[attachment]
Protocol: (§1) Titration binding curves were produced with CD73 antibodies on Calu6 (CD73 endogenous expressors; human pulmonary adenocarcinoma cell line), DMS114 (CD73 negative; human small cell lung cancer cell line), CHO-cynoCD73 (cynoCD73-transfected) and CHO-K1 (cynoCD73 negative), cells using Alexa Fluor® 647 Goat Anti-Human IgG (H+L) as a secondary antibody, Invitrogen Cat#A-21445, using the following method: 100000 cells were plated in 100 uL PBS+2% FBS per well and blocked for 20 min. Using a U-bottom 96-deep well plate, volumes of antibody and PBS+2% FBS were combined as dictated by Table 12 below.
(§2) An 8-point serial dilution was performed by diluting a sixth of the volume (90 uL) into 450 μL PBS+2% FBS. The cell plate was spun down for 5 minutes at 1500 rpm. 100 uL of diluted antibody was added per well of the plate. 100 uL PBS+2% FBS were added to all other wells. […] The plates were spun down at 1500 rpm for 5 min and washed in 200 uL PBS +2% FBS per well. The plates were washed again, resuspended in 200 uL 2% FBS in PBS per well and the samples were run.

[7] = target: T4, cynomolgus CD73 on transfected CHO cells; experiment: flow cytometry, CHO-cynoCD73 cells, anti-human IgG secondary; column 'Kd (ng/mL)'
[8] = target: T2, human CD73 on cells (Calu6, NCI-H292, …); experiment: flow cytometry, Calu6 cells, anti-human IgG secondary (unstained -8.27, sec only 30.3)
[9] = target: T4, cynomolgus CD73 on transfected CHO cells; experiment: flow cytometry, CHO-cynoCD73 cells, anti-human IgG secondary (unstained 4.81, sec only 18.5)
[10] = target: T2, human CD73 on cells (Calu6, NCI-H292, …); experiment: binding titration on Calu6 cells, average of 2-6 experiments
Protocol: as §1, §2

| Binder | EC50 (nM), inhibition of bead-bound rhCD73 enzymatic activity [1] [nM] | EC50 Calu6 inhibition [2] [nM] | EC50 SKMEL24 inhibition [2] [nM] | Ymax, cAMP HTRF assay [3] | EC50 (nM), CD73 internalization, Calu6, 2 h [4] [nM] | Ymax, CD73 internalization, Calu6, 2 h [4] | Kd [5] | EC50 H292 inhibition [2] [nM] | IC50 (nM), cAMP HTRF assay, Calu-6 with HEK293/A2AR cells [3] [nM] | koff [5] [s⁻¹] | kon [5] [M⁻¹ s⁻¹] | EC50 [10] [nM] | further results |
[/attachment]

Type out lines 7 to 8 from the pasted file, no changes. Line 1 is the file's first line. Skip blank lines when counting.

Protocol: as §1, §2

| Binder | EC50 (nM), inhibition of bead-bound rhCD73 enzymatic activity [1] [nM] | EC50 Calu6 inhibition [2] [nM] | EC50 SKMEL24 inhibition [2] [nM] | Ymax, cAMP HTRF assay [3] | EC50 (nM), CD73 internalization, Calu6, 2 h [4] [nM] | Ymax, CD73 internalization, Calu6, 2 h [4] | Kd [5] | EC50 H292 inhibition [2] [nM] | IC50 (nM), cAMP HTRF assay, Calu-6 with HEK293/A2AR cells [3] [nM] | koff [5] [s⁻¹] | kon [5] [M⁻¹ s⁻¹] | EC50 [10] [nM] | further results |